The Democratic Alliance will, on Saturday, launch its manifesto for the general elections to be held in May. This is our promise to voters and a blueprint for what South Africa will look like under a DA government. One of our key promises is that we will fight to root out corruption.
In early 2009, the ANC scrapped the highly effective directorate of special operations (the Scorpions) and, with that, we lost the country’s last effective corruption-busting unit. The unit had had a conviction rate of between 82% and 94% since 2002.
The ANC spearheaded the disbandment to protect its own. Even though the Scorpions were not truly independent, they convicted seven members of the ANC’s national executive committee (NEC), with plans to investigate at least six others. This is not something the ANC could allow — they felt the sting from the Scorpions and had to kill the venomous creature they saw as a threat to their looting.
The government then introduced the directorate for priority crime investigation (the Hawks). Unlike the Scorpions, this unit fell under the National Prosecuting Authority (NPA). The Hawks were also part of the South African Police Service (SAPS) and reported directly to the minister of police. With Berning Ntlemeza as its head, the Hawks proved to be captured and nothing more than the ANC’s puppet. Instead of protecting the people, the Hawks protected the ANC.
Fast forward to 2019 and President Cyril Ramaphosa promised in his State of the Nation address that “there is an urgent need to establish in the office of the NDPP [national director of public prosecutions] an investigating directorate dealing with serious corruption and associated offences, in accordance with section 7 of the NPA Act”.
This new directorate won’t be fully independent because its continued-existence is not ensured. The president can at any time rescind his proclamation, which will, in effect, disband the unit. The directorate seems likely to have a limited mandate, restricting it to investigate state-capture cases emanating from the Zondo and other commissions. South Africa needs a unit that can investigate and prosecute corruption in a permanent and far-reaching manner. So, what should we do about the cesspool of corruption that’s been looting state coffers and stealing from taxpayers?
A new unit
In line with the Glenister judgment, which stated that the Bill of Rights placed a positive duty on the state to create an independent corruption-fighting body, a DA government will scrap the Hawks and establish a new unit to replace them. The structure of this new unit will be based on the erstwhile Office for Serious Economic Offences, taking cognisance of the Serious Fraud Office in the United Kingdom and the Singapore model.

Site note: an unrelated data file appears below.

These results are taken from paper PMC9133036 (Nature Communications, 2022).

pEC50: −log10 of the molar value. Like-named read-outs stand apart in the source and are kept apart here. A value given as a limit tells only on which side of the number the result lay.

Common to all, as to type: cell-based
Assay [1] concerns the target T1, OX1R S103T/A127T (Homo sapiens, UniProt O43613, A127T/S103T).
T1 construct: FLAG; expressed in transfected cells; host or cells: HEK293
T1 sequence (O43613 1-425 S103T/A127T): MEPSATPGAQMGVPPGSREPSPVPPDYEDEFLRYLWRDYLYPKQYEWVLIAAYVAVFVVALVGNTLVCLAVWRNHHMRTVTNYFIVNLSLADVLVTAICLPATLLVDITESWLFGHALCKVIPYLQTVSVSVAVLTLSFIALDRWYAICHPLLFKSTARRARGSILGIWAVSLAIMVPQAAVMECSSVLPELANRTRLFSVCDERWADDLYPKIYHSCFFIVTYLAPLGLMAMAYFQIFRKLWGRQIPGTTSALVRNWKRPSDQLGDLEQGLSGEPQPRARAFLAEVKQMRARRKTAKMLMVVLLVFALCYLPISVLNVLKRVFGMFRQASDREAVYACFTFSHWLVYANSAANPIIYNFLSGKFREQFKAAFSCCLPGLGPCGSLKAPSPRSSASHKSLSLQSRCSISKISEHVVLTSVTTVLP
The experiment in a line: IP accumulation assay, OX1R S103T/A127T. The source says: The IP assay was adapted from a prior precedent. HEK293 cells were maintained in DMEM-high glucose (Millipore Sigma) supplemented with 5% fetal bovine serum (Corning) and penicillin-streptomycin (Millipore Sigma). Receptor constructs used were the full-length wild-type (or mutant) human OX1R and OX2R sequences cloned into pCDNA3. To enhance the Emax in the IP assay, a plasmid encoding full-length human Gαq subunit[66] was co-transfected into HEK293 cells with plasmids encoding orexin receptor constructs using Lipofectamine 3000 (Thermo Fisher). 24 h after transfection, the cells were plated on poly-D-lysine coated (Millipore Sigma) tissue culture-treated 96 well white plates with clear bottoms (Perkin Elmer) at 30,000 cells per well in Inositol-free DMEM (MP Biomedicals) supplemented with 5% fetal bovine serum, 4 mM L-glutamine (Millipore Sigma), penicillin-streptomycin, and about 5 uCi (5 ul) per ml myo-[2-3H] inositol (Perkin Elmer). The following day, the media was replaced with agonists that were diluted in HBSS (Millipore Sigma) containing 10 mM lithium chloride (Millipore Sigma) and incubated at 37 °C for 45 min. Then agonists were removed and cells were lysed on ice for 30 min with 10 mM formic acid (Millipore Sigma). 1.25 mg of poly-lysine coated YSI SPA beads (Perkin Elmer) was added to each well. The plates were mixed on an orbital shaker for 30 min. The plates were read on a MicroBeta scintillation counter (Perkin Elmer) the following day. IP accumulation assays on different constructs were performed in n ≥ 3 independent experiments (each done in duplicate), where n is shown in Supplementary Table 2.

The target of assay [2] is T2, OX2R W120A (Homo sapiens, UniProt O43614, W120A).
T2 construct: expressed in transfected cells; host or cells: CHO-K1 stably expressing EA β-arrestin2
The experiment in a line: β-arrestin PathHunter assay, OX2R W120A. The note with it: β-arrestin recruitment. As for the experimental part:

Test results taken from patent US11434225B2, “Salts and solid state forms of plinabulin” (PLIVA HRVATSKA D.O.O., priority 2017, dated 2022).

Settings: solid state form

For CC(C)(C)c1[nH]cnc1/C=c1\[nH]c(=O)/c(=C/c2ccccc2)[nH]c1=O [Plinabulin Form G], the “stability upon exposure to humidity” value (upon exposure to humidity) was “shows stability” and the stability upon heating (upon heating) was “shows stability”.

The unit should comprise an investigatory arm, staffed and led by SAPS members, as well as a prosecutorial arm, staffed and led by specialist NPA members. The head of each arm should report to the police commissioner and the NDPP, respectively. The unit as a whole should be answerable, through the NDPP, to Parliament. These are, after all, the very people whom the voters have chosen to represent them and their interests. Other characteristics of this unit would include:
- An independent budgetary process that is removed from executive control;
- Security of tenure to ensure continued existence of the unit;
- The use of forensic consultancy services to expedite priority cases, until such time when the requisite specialisation is achieved;
- Restructuring the current specialised commercial crime unit in the NPA. It already has some prosecutorial expertise in this specialised field. It also already co-operates with the commercial branch of the SAPS in the investigation of this genre of cases; and
- Providing the unit with the necessary specialisation, training, independence and resources.
Crime and punishment
Under a DA government, anybody found guilty of corruption will face a minimum sentence of 15 years unless enough evidence is placed before the court that there are grounds for a shorter sentence. We will fight corruption by:
- Ensuring that all public money is used in a transparent fashion. Key information about tender processes will be placed online and government departments will be required, among other things, to publish monthly financial reports detailing, among other things, contracts entered into and tenders awarded;
- Electing all political office-holders directly. Citizens must hold their president, premiers and mayors directly accountable;
- Implementing regular lifestyle audits for politicians and government officials. Those suspected of fraud and corruption and randomly selected officials (similar to how the South African Revenue Service identifies tax payers for auditing) will be audited;
- Ensuring that officials found guilty of financial misconduct or mismanagement will be placed on a register that bars them from working in procurement and supply chain management; and
- Protecting and encouraging whistle-blowers who identify and report corrupt activities by introducing penalties or offences for revealing the identity of a whistle-blower or the content of their submission.
We have seen time and again that the ANC has no genuine intention of fighting corruption. It only cares about enriched cronies at the top of the party at the expense of millions of South Africans who continue to live in abject poverty.
The Hawks proved it is captured and Ramaphosa’s proposed unit is not sufficient to tackle wide spread, permanent corruption.
We believe the new unit outlined in our manifesto is the only real chance we have of fighting corruption. During his address, Ramaphosa said we should “watch this space”. If we do that, it will be like watching paint dry on a wall. We need action and we need it now. The DA is the only party that can bring this to all South Africans.
Phumzile van Damme is a DA MP, the party’s communications representative and the spokesperson on corruption